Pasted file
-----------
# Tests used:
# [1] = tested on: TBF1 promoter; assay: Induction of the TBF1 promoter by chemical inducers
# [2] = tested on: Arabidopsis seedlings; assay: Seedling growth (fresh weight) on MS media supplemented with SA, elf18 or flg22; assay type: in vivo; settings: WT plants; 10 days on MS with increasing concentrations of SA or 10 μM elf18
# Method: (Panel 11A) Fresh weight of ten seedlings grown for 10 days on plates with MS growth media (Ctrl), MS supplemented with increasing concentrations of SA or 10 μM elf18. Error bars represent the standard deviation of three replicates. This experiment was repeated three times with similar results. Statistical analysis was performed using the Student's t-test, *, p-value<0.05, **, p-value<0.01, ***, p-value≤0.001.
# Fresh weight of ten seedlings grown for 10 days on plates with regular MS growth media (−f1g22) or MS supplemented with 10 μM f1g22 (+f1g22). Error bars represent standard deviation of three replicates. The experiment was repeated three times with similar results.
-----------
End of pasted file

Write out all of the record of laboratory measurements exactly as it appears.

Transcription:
# Tests used:
# [1] = tested on: TBF1 promoter; assay: Induction of the TBF1 promoter by chemical inducers
# [2] = tested on: Arabidopsis seedlings; assay: Seedling growth (fresh weight) on MS media supplemented with SA, elf18 or flg22; assay type: in vivo; settings: WT plants; 10 days on MS with increasing concentrations of SA or 10 μM elf18
# Method: (Panel 11A) Fresh weight of ten seedlings grown for 10 days on plates with MS growth media (Ctrl), MS supplemented with increasing concentrations of SA or 10 μM elf18. Error bars represent the standard deviation of three replicates. This experiment was repeated three times with similar results. Statistical analysis was performed using the Student's t-test, *, p-value<0.05, **, p-value<0.01, ***, p-value≤0.001.
# Fresh weight of ten seedlings grown for 10 days on plates with regular MS growth media (−f1g22) or MS supplemented with 10 μM f1g22 (+f1g22). Error bars represent standard deviation of three replicates. The experiment was repeated three times with similar results.